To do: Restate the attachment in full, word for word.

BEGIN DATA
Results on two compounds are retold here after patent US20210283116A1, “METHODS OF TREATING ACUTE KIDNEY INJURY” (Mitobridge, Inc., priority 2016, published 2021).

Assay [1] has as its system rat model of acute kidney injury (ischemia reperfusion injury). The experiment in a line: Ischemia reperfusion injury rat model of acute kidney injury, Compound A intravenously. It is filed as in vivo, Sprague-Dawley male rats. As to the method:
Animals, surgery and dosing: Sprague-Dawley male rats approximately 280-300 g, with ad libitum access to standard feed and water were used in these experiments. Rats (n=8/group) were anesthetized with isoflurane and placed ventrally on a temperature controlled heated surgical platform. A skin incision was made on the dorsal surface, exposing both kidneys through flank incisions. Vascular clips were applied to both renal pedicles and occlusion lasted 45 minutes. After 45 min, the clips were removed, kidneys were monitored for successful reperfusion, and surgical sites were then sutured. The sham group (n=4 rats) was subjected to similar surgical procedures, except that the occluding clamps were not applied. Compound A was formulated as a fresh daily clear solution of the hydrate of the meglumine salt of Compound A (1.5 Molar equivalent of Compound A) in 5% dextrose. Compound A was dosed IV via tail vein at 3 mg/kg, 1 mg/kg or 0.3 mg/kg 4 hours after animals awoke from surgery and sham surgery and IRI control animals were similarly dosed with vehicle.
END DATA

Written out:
Results on two compounds are retold here after patent US20210283116A1, “METHODS OF TREATING ACUTE KIDNEY INJURY” (Mitobridge, Inc., priority 2016, published 2021).

Assay [1] has as its system rat model of acute kidney injury (ischemia reperfusion injury). The experiment in a line: Ischemia reperfusion injury rat model of acute kidney injury, Compound A intravenously. It is filed as in vivo, Sprague-Dawley male rats. As to the method:
Animals, surgery and dosing: Sprague-Dawley male rats approximately 280-300 g, with ad libitum access to standard feed and water were used in these experiments. Rats (n=8/group) were anesthetized with isoflurane and placed ventrally on a temperature controlled heated surgical platform. A skin incision was made on the dorsal surface, exposing both kidneys through flank incisions. Vascular clips were applied to both renal pedicles and occlusion lasted 45 minutes. After 45 min, the clips were removed, kidneys were monitored for successful reperfusion, and surgical sites were then sutured. The sham group (n=4 rats) was subjected to similar surgical procedures, except that the occluding clamps were not applied. Compound A was formulated as a fresh daily clear solution of the hydrate of the meglumine salt of Compound A (1.5 Molar equivalent of Compound A) in 5% dextrose. Compound A was dosed IV via tail vein at 3 mg/kg, 1 mg/kg or 0.3 mg/kg 4 hours after animals awoke from surgery and sham surgery and IRI control animals were similarly dosed with vehicle.